A lot of people I’ve talked to on my journey in and out (and in and out) of this eating disorder hell have told me that there are periods of the year that are more difficult for them because of eating disorder memories or landmarks. I often think of them as anniversaries. It’s more than that general tension at holidays or the beginning of the school year – these anniversaries mark something (good or bad) and become a measuring stick.

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Navigating the Holiday Season and Eating Disorders

Navigating the Holiday Season and Eating Disorders

The holidays are upon us with the party season in full swing and it can be a frightening time for someone suffering or recovering from an eating disorder. Most of you must know by now that I consider myself recovered and that I’ve maintained recovery from bulimia for over 5 years. However, that is no to say that I don’t have some moments or even days when I feel more vulnerable to some potential eating disorder triggers; especially during the holidays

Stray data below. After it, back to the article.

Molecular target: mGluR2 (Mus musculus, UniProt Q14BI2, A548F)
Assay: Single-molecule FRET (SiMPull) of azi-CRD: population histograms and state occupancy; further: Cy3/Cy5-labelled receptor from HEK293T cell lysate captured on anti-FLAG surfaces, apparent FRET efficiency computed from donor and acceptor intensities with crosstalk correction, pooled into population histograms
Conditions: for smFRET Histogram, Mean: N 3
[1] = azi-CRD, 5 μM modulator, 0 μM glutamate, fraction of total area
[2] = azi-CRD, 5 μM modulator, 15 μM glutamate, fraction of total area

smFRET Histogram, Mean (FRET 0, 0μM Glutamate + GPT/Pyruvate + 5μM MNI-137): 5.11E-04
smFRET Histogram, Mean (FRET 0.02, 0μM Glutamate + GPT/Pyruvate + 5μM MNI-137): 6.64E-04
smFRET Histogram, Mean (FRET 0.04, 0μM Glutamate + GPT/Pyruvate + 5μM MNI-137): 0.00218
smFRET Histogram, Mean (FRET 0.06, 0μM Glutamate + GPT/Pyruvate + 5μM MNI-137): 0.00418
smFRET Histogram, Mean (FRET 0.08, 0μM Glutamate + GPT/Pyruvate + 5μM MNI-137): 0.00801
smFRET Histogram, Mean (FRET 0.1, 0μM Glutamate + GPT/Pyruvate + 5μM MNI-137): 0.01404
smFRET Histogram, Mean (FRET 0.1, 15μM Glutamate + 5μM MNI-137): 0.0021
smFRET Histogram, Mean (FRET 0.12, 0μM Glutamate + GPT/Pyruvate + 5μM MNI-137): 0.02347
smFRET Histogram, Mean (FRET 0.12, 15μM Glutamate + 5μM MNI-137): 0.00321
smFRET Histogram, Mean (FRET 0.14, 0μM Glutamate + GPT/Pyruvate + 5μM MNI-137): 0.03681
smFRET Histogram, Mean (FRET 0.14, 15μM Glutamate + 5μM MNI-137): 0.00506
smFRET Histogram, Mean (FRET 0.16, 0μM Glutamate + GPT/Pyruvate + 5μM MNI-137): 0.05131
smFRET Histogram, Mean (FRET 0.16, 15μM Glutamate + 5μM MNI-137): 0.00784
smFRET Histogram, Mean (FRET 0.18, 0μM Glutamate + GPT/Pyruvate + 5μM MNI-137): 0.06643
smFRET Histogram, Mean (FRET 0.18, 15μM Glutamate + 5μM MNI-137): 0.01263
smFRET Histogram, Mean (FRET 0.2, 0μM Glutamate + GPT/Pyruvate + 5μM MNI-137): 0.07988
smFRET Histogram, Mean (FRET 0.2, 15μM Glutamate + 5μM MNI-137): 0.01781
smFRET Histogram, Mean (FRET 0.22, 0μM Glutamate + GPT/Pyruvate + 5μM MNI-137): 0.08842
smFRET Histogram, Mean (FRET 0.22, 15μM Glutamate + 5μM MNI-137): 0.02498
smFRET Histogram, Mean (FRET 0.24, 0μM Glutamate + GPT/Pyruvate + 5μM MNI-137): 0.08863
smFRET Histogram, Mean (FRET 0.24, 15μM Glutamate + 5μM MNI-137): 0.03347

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Are Your New Year’s Resolutions Aiding Your Eating Disorder Recovery?

Are Your New Year’s Resolutions Aiding Your Eating Disorder Recovery?

Recovering from an eating disorder isn’t particularly easy at any time of the year, but I always find it especially difficult around the New Year. For starters, you’ve just gotten through the holidays, which are extremely stressful in and of themselves, even if you don’t have an eating disorder.

And then come New Year’s resolutions. If your eating disorder is anything like mine, it rejoices at the idea of flying under the radar and hitching a ride on everyone else’s “Get fit in 2013!” wagon.